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“TOAD ROAD” (Movie Review)

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In TOAD ROAD, Hell is many things. One is a destination, of course. More than that however, it’s a goal. It’s also a time and a place in our lives where there’s nothing left (and nothing better) to do than self-destruct. Then, for what could be one of the most tragic characters in contemporary horror, it’s greater than just something fiery and frightening. It’s transcendental, a higher plane. And in TOAD ROAD, all of these possibilities converge, as do documentary and fiction, as do folklore and bored suburban youth, as do the misguided Sara, her poetic quest for otherworldliness, her shitty friends and all of the psychedelics they ingest.  It ends sunken and haunting, a unique and uniquely affecting modern tale of terror.

Spiraling, addiction, even simple misguided haze are ripe for horror stories, as they live on unsure footing, easily taken advantage of by negative energy and hostile, darker forces. The originality with which TOAD ROAD writer/director Jason Banker approaches such is by crafting this particular story around a real group of friends quite actually struggling and partying their way through that fog. A great deal of footage in the film is unsettling vérité, as an ensemble of friends black out with and around each other, taking tried-and-true substances and experimenting with wince-worthy fads like blowing Vicks into their eyes. A story stumbles forward, as new addition Sara (a transfixing Sara Anne Jones) dips harder and further than most, while juggling intimacies with James (James Davidson) and Whitleigh (Whitleigh Higuera).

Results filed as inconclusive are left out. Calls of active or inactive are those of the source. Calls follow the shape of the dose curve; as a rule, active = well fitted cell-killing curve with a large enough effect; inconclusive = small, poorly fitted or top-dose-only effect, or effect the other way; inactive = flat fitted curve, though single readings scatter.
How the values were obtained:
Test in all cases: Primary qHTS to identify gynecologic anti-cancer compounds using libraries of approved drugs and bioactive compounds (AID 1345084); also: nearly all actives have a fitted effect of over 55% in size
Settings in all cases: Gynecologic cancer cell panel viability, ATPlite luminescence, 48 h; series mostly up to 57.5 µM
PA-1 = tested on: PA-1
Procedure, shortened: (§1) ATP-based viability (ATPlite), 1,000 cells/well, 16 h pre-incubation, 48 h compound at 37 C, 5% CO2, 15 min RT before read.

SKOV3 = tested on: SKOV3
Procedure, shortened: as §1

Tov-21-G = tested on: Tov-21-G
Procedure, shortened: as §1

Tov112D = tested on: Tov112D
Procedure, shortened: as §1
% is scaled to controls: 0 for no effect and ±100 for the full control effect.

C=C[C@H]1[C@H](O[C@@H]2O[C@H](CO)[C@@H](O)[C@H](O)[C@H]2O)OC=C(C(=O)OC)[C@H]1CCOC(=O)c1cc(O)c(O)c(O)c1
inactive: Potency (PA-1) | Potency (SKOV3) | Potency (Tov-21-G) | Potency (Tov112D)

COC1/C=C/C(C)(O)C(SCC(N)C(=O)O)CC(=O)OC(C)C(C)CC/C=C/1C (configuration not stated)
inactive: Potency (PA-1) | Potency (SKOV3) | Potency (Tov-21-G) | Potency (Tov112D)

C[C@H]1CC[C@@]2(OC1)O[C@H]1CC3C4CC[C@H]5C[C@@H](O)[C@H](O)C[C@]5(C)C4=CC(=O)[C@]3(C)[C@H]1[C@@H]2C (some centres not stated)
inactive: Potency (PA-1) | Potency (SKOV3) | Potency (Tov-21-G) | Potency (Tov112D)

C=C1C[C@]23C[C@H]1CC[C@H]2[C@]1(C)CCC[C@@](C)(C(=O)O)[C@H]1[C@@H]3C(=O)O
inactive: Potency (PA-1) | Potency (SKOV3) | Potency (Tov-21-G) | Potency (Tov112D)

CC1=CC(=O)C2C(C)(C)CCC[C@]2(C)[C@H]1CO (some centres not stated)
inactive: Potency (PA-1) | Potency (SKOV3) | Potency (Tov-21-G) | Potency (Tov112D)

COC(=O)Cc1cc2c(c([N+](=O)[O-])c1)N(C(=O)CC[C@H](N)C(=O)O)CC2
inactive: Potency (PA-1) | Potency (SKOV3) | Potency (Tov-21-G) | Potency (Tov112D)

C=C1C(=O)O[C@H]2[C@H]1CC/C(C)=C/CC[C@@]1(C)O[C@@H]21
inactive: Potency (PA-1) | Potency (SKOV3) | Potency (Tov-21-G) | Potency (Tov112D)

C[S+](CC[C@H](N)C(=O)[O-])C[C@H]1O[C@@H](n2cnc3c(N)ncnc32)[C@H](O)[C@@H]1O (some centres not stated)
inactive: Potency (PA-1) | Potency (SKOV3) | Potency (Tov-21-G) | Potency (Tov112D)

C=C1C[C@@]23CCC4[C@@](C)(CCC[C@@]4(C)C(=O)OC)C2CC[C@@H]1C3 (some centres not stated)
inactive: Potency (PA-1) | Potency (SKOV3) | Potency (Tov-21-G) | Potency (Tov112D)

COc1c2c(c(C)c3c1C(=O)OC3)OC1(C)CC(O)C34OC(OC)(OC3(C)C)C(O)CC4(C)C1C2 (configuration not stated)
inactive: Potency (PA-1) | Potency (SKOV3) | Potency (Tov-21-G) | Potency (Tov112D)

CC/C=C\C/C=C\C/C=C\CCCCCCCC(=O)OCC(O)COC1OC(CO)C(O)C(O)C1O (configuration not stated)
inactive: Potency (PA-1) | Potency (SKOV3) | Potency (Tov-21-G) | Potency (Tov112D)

More than just a focus on a non-fictional social circle, TOAD ROAD is especially noteworthy—and possibly more unnerving— for its spotlight on a mostly unexplored subculture that circle belongs to, and one this writer recognizes well. The music may not be an overbearing presence, mostly relegated to background noise, but it informs what initially united James, Whitleigh & Co. It’s in their physicality, their fashion, hair and spastic nature. With frail bodies distorted by ill-fitting jeans, hoodies and carelessness, they are outsiders listening to mostly shunned modern offshoots of punk, popularly referred to as screamo and what have you. Of course, wasted suburban youth is nothing new, but TOAD ROAD’s unflinching depiction of a fairly contemporary trend is raw. It’s where the unstaged, more truly frightening moments can be found.

That point blank picture of Pennsylvanian stupor is edited into and brushes up against a more nightmare-like nature. Lo-fi cam footage meets evocative cinematography, just as Sara and James attempt to find beautiful connection in a vomitorium. It’s all hallucinatory, and not unfathomable to feel as wasted as the characters as TOAD ROAD wears on, and wears down its leads. James is attempting to emerge from the requisite twenty-something ennui and debauchery. He lacks a firm goal though, which along with his intense affection for her, leads him to fall prey to Sara’s. New to acid, shrooms and Adderall, Sara believes there’s more to it all. She believes her abuse is meaningful, unlike the misfits she gets fucked with. Sara studies psychedelics, their possible opening of a doorway between worlds, and anchors it in local urban legend Toad Road.